We agree with this comment and have made substantial efforts to demonstrate transgenic rescue; see response to Reviewer 1 major point 1. We note that SOD2 expression is not disrupted upon deletion of the Arp53D locus (see Supplemental Figure S4D). Moreover, SOD2 is not required for embryonic development but only for adult survival (Mukherjee et al., 2011).

Minor comment:

1) The fusome on elongated spermatids morphs into a spectrin cap and promotes membrane extension. Does Arp53D enrichment continue at this stage?

Arp53D enrichment does appear to be stably maintained at spectrin when spermatids are fully elongated.

2) The pictures of intact IC in Arp53D-KO testis would be useful to highlight the role of the protein or the lack of it in sperm-individualization.

We agree. We have imaged actin cones and have found that the KO has significantly more actin cones than WT. We have included this data in Figure 5C-D.

3) The introduction could revised to focus on the competition between male fidelity and embryonic development in the gene evolution.

We appreciate the suggestion. Since we do not have a priori information implicating Arp53D in embryonic development, we expand on this more in the revised Discussion.

4) What is the basis of the term 'rapidly evolving' used in the title. The data suggest that Arp53D is Drosophila clade-specific gene.

Based on another reviewer comment, we have revised the title for the paper, which no longer includes ‘rapidly-evolving.’ This term comes from our implementation of the McDonald-Kreitman test, which indicates that Arp53D is evolving under positive selection in D. melanogaster (Supplementary Figure S1C).

Reviewer #3 (Significance (Required)):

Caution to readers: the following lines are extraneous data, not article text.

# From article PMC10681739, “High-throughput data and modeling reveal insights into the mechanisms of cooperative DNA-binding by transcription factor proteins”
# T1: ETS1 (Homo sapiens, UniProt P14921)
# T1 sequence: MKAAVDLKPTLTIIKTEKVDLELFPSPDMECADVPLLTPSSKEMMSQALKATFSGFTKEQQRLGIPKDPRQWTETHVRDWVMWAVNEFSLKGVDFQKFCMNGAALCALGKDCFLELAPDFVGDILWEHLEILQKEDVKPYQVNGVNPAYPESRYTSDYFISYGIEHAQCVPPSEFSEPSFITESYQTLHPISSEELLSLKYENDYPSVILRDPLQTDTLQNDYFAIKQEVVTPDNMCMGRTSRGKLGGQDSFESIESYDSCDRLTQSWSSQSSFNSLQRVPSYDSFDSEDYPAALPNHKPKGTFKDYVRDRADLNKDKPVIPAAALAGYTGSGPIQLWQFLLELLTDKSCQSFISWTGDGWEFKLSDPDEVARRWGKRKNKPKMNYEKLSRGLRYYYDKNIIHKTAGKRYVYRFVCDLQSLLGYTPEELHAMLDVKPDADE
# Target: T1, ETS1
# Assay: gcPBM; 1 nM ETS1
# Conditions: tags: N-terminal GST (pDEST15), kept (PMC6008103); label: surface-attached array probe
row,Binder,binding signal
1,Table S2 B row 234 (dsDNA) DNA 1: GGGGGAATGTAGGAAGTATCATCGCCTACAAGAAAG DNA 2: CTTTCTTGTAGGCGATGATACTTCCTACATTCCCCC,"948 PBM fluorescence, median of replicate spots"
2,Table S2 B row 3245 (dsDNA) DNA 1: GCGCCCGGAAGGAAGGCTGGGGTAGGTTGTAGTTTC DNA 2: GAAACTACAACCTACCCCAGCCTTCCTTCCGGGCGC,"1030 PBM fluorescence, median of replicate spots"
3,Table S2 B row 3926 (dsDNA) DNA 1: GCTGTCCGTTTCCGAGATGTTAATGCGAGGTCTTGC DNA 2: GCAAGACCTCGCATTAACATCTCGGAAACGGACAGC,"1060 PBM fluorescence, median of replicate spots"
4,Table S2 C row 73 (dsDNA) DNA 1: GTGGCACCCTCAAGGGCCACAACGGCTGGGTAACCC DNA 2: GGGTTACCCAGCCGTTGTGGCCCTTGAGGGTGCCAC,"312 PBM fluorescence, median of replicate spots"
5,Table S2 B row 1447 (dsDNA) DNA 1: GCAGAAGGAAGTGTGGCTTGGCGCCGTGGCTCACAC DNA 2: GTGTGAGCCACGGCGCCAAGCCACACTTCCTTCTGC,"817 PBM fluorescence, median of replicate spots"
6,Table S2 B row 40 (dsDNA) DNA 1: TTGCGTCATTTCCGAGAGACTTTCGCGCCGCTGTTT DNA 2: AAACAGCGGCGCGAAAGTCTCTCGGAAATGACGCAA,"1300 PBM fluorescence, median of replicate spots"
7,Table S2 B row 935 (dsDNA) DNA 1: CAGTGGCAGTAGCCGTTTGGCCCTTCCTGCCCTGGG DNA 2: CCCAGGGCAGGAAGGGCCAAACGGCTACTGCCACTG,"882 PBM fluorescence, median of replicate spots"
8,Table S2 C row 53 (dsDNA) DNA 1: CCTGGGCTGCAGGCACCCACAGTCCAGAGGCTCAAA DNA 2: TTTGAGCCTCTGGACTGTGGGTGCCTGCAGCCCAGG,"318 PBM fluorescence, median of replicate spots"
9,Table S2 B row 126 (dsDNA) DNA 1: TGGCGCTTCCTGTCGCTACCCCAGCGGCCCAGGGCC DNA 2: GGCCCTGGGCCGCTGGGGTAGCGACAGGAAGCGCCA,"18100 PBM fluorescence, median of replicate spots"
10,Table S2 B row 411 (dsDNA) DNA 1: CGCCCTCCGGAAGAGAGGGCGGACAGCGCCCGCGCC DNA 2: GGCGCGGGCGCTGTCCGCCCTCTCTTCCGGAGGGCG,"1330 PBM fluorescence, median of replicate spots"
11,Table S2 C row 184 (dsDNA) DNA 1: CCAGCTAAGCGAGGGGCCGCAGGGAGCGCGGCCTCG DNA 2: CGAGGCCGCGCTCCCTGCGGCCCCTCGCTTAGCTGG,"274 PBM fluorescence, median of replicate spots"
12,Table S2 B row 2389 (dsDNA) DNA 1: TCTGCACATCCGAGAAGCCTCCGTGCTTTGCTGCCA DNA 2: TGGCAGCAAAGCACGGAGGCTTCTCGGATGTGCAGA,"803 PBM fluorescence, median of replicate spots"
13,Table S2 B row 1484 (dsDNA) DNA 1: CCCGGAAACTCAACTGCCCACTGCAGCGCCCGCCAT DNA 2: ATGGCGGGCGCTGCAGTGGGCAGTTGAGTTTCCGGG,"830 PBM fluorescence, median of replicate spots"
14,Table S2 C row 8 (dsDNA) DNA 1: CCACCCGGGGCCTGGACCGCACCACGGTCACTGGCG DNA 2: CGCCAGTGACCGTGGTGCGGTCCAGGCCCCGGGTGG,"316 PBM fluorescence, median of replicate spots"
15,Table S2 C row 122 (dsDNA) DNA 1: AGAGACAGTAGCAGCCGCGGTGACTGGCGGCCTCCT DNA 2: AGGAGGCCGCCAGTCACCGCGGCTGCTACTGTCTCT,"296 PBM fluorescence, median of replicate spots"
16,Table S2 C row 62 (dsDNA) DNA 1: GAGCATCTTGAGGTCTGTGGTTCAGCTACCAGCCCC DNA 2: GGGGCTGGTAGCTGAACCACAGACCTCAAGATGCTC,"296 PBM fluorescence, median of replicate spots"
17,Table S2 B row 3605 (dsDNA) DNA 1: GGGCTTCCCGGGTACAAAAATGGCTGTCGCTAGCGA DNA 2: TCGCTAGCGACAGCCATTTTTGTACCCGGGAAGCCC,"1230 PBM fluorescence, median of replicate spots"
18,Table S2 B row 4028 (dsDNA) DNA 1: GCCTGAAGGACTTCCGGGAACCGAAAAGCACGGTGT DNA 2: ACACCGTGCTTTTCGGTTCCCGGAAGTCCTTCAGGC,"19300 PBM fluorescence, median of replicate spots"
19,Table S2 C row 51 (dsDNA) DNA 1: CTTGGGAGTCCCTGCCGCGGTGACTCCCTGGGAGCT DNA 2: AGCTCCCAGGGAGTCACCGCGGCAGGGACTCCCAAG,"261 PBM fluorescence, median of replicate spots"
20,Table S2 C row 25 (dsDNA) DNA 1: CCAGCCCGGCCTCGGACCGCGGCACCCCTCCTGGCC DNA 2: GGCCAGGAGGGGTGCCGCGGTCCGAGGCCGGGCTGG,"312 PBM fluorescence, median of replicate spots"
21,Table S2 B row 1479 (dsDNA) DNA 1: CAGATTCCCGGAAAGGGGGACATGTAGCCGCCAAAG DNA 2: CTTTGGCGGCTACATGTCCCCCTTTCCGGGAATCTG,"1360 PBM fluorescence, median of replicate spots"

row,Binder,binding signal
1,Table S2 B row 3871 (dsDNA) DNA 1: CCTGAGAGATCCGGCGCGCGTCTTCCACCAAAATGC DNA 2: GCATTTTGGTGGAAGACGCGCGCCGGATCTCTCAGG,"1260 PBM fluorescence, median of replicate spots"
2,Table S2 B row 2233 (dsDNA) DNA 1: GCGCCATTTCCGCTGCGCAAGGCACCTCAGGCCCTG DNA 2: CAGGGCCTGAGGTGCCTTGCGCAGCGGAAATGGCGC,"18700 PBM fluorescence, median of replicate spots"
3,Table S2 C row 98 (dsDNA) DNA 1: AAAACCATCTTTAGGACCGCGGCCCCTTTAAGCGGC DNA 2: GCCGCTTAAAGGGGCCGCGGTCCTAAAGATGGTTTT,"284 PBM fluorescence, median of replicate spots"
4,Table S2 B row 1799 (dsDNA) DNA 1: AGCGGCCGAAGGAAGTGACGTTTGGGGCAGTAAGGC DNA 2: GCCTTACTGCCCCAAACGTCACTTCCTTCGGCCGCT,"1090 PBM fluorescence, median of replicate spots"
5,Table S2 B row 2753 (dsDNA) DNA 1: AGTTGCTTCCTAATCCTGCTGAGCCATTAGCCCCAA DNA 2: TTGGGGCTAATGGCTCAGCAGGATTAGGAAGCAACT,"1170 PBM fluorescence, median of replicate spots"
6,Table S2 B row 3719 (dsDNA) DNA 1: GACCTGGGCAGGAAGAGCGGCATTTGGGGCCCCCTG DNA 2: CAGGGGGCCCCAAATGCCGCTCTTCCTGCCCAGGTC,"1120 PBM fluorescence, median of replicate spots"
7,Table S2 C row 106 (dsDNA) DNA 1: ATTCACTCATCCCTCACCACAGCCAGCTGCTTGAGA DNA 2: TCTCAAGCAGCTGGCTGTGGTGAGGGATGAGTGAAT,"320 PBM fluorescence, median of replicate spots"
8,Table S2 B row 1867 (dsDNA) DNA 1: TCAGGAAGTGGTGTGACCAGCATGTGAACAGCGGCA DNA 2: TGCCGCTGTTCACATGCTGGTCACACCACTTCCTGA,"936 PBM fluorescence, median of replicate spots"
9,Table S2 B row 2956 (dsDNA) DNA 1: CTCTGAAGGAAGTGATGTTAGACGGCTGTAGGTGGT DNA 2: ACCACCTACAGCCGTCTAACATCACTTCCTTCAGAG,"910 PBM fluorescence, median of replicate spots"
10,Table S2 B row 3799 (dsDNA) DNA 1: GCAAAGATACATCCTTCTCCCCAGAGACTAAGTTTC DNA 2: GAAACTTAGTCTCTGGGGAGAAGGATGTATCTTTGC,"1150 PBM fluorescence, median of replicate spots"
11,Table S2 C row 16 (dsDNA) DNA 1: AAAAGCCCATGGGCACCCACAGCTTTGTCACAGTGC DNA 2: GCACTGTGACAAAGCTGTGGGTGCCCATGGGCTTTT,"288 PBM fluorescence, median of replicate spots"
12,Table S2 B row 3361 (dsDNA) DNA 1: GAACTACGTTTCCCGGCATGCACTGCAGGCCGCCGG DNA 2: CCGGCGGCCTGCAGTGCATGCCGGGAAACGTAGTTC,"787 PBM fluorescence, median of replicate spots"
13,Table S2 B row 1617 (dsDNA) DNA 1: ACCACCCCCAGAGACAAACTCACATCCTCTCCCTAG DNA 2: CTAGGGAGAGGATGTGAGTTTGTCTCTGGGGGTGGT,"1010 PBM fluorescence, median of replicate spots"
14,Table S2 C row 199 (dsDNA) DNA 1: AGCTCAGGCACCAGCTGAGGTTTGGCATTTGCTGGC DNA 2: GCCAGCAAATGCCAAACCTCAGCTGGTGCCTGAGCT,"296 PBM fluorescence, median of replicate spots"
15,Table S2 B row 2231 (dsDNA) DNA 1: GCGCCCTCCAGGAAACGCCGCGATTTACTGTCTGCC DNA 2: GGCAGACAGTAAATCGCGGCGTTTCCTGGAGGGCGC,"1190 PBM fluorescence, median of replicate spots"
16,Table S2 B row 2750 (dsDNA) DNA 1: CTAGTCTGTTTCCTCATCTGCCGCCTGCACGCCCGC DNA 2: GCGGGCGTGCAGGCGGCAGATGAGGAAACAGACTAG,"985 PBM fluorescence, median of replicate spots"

One of the strongest part of this manuscript is the attempt to correlate the cell biology of actin polymerization with evolution. One of the most exciting proposition highlighted by this manuscript – Apr53D provides an evolutionary fitness by protecting embryonic development under stress.

We thank the reviewer for this positive evaluation, and we agree the strength of the work lies in the evolutionary perspective of Arp53D and how diversification of actin has led to novel roles in development. We hope that our additional experimental analyses have suitably addressed their criticisms.

Existing knowledge:

No such literature on Arp53D is found in PubMed.


The manuscript will be appreciated by the evolutionary biologists for its unusual linkage to Actin related protein, the peculiar adverse effect on male fertility, and supportive role in embryonic development.

We thank the reviewer for this positive summary.

Reviewer Competence:

This reviewer has first-hand expertise on the cell biology of Drosophila spermatogenesis, actin dynamics and embryonic development. The knowledge of the reproductive fitness is secondary, derived from the literature survey.

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  1. Courtney M Schroeder
  2. Sarah A Tomlin
  3. Isabel Mejia Natividad
  4. John R Valenzuela
  5. Janet M Young
  6. Harmit S Malik
An actin-related protein that is most highly expressed in Drosophila testes is critical for embryonic development
eLife 10:e71279.